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Medical School lecturer wins top teaching honour

28 Jul 2011

A University of Manchester academic has been awarded a National Teaching Fellowship – the most prestigious award for excellence in higher education teaching – by the Higher Education Academy (HEA).

Dr Isobel Braidman has been awarded a National Teaching Fellowship

Dr Isobel Braidman, a Senior Lecturer within Manchester Medical School, is one of only 55 academics to receive the honour today (Thursday, 28 July). One of the areas identified for excellence in her award was the development and understanding of professional identity in undergraduate medical students.

The 55 awards have recognised lecturers and learning support staff from a wide range of disciplines including Geography, Law, Music, Sport, Psychiatry, English, Economics and Medicine. The award winners were chosen from more than 300 nominations submitted by higher education institutions across England, Northern Ireland and, for the first time, Wales. Each will receive an award of £10,000, which may be used for Fellows’ professional development in teaching and learning or aspects of pedagogy.

Dr Braidman said: “This is the most prestigious award for University teaching and the selection process is highly competitive. I am most grateful to the HEA for selecting my work in undergraduate medical education.

“The Faculty of Medical and Human Sciences has an outstanding record in achieving National Teaching Fellowships and I am very proud to be the latest recipient in our Faculty. It is also a huge honour for the Medical School, especially as medical education is a highly complex area and involves knowledge, clinical practice and professional development.

“The Fellowship reflects the hard work and dedication of many colleagues over the years in developing and delivering our undergraduate medical degree. My work on introducing our students to reflective learning and critical thinking has taught me that, as teachers, we never stop learning, so my deepest gratitude is to the many hundreds of excellent young doctors, who have graduated from our medical school, from whom I have learned so much.”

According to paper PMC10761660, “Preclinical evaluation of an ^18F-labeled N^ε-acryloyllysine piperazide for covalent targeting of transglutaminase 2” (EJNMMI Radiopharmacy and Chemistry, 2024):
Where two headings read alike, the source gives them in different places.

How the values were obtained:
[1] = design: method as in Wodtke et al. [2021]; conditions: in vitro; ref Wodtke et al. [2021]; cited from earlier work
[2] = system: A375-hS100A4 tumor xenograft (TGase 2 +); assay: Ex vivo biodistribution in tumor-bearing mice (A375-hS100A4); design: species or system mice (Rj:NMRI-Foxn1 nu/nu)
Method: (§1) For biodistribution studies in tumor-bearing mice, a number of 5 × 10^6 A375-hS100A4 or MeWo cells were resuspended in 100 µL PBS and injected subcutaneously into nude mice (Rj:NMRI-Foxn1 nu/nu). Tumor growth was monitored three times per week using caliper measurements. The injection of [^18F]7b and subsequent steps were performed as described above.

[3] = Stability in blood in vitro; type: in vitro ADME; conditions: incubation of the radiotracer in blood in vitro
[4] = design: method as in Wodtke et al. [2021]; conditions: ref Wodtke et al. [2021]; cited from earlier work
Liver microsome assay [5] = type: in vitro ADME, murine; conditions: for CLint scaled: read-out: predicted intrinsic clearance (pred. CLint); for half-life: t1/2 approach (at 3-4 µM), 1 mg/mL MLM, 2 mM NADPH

Vice-President and Dean of the Faculty of Medical and Human Sciences, Professor Ian Jacobs, said: “My congratulations to Isobel. Her achievement reflects her own excellence in teaching and the importance that the School and Faculty attach to providing the highest quality education and student experience in Medicine and other health professions.”

Professor Tony Freemont, Head of Undergraduate Medical Education in Manchester Medical School, added: “This is a richly deserved award, which recognises Isobel’s contribution to the advancement of medical education. We are very fortunate to have an academic of this standing in the Manchester Medical School.”

The National Teaching Fellowship Scheme is part of an overall HEA programme to inspire and celebrate teacher excellence. It is funded by the Higher Education Funding Councils for England (HEFCE) and Wales (HEFCW) and the Department for Employment and Learning in Northern Ireland (DELNI).

Along with the National Teaching Fellowship Scheme, the HEA’s work in teacher excellence includes the accreditation of institution's professional development programmes and individual recognition for staff who meet the criteria of the UK Professional Standards Framework.

Professor Craig Mahoney, Chief Executive of the HEA, said: “The dedication of the 55 new Fellows announced today is to be applauded and provides further evidence of the high quality innovative practices that students paying fees will increasingly expect to experience in higher education.”

The new National Teaching Fellows will officially receive their awards at a ceremony that will take place in London on Wednesday, 5 October.